Live Discussion with Dr Vicki Creanor - 9th December 2020

Dr Creanor will be hosting a live online discussion here on Wednesday 9th December, from 8.15pm to 9.45pm British Time or 3.15pm to 4.45pm US Eastern Time.

They will discuss as many topics as possible in the hour and a half and, as always, you are welcome to ask any questions at all about sleep or the Sleepio program. If there are a lot of questions, they may not be able to answer all in the time available, but will try to answer as many as they can.

Please do note that, as per our guidelines, Dr Creanor will not be able to give personal medical advice including those about medication. Their replies to questions will be made in such a way as to help as many people as possible who might have similar issues.

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Posted 3 Dec 2020 at 6:38 PM
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  • Sleepio Member

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    Graduate

    Not in use yet David but it may be needed if they only want me to sleep a set number of hours. I'm not supposed to go to bed until 12.30am and then rise at 6am but on the first night I didn't get off to sleep until around 2am then slept through to 7am (which is unusual for me) so I'm just checking to see if that's OK or have I broken the rules?

  • Sleepio Member

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    Graduate

    Thanks Doctor. That's all I wanted to know.

  • Sleepio Member

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    Expert

    Hi David,
    This sounds very frustrating. A few things can help with early wakenings. Some basics – watching alcohol and caffeine intake during the day/evening, getting a good amount of exercise and fresh air during the day and targeting any ongoing stress/anxiety/low mood that can often cause early wakening. Once these are addressed, something that can help is to shift bedtime to an earlier/later time. It would be up to you as to what you would like to try but often this can help to knock out an early wakening pattern. Hope this helps.

  • Sleepio Member

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    Expert

    You're welcome – good luck :)

  • Sleepio Member

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    Expert

    Hi and thanks for getting in touch about this. It's often a common problem when those with sleep problems sit down at night to relax. It can be hard not to nod off, however if you do, it can be detrimental to sleep in the long run. So, when it gets to night time, try and think of some other things that will entertain you and not stimulate you too much before bedtime. Getting some fresh air by sitting next to a window can help, chatting to someone if this is possible, doing some mind puzzles, reading might all be options. Try to limit what you eat/drink at this time as we don't want the body to wake up too much but still be awake until bedtime. Sometimes it's trial and error about what will help but often the Sleepio community members have some great tips that they have tried!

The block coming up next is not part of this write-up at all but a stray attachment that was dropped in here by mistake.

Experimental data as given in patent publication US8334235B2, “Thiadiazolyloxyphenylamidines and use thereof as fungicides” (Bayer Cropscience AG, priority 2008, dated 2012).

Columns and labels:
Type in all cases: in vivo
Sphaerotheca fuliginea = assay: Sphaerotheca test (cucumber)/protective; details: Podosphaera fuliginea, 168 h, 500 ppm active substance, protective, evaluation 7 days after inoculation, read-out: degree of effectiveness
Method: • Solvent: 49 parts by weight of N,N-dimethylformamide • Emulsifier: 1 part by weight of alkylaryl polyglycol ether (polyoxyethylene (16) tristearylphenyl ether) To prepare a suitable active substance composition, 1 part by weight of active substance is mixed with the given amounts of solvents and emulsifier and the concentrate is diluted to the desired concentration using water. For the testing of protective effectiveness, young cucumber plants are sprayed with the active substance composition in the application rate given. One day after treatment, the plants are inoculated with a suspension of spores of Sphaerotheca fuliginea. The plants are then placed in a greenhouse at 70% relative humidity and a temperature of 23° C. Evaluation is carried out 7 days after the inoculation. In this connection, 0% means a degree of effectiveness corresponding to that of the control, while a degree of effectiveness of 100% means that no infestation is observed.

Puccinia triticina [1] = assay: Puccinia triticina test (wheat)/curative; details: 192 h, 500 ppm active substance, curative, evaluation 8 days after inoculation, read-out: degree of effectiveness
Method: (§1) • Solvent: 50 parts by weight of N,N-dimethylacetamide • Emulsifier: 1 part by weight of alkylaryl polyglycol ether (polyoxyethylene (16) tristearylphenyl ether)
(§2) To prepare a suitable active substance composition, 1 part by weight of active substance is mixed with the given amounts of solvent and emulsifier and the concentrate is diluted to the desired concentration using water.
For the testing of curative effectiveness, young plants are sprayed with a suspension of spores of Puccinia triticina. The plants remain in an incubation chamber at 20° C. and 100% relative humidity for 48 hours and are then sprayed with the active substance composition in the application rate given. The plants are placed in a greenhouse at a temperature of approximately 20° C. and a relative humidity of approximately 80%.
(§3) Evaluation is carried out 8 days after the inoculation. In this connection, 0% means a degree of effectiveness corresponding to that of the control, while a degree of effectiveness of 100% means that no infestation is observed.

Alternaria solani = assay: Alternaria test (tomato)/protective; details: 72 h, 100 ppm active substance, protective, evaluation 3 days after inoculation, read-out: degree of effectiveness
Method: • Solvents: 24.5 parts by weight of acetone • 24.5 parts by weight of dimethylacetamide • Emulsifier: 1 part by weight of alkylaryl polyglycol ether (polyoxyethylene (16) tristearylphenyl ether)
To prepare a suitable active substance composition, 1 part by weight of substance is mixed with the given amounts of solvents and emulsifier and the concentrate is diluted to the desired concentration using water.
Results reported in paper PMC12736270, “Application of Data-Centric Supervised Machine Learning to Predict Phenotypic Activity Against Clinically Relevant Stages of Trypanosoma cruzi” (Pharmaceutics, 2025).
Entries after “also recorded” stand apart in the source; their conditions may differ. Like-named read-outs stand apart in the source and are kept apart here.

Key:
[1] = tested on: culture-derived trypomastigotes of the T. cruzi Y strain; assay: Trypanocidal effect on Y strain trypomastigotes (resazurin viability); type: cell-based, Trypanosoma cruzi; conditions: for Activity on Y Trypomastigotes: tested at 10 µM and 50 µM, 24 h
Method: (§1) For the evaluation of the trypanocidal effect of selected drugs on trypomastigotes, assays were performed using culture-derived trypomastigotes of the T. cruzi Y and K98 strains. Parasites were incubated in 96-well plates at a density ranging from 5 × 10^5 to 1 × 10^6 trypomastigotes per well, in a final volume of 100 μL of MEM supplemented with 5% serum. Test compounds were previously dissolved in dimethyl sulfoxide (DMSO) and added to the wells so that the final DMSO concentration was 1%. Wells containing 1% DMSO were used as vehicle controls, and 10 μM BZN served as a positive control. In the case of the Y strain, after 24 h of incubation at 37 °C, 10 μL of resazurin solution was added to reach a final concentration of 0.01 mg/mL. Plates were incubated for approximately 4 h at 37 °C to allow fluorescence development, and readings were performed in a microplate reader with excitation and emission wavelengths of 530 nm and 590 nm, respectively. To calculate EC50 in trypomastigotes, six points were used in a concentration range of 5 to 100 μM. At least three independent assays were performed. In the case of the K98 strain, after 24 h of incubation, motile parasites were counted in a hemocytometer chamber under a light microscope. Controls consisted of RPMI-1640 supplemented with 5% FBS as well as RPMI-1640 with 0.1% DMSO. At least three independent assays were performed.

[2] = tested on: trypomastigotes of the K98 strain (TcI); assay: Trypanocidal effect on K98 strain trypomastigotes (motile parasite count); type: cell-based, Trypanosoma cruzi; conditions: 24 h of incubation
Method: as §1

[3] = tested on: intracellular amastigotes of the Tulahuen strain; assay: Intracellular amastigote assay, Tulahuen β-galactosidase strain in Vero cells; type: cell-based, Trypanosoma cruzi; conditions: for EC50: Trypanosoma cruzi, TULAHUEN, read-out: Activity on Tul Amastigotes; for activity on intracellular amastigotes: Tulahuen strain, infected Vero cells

• Sleepio Member

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    Expert

    Hello – thanks for your Qs. Being ill can be an irritating setback with sleep, but viewing it as just a setback can be helpful. Focussing on progress made so far is often a helpful way to look at sleep as it reduces the anxiety around the issue.

    Things that can help us fall asleep quicker at the start of the night or during the night include:
    – having a hot bath/shower 20 mins before bed (at start of night)
    – using relaxation/breathing/mindfulness exercises
    – scheduling in some 'worry time' into the daytime (never too close to bedtime) to address any problems that we ruminate on when we're awake/trying to fall asleep
    – paradoxical intention technique (repeating 'don't fall asleep' to ourselves)
    – thought-blocking (repeating the word 'the' to ourselves)
    – getting plenty fresh air and exercise during the day
    – being careful about caffeine and alcohol intake during the day

    I hope some of these things might be helpful to you…

  • Sleepio Member

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    Graduate

    HI Dr,

    Upon waking too early in the am how vital is it to try and fall back to sleep before getting up and leaving the bedroom to read a book say, and then go back to sleep when feeling tired? Should you always try to fall back to sleep first before getting up or can you just leave the room if you feel you will not get back to sleep without making any attempt to fall back to sleep at that time? Many thanks.

  • Sleepio Member

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    Expert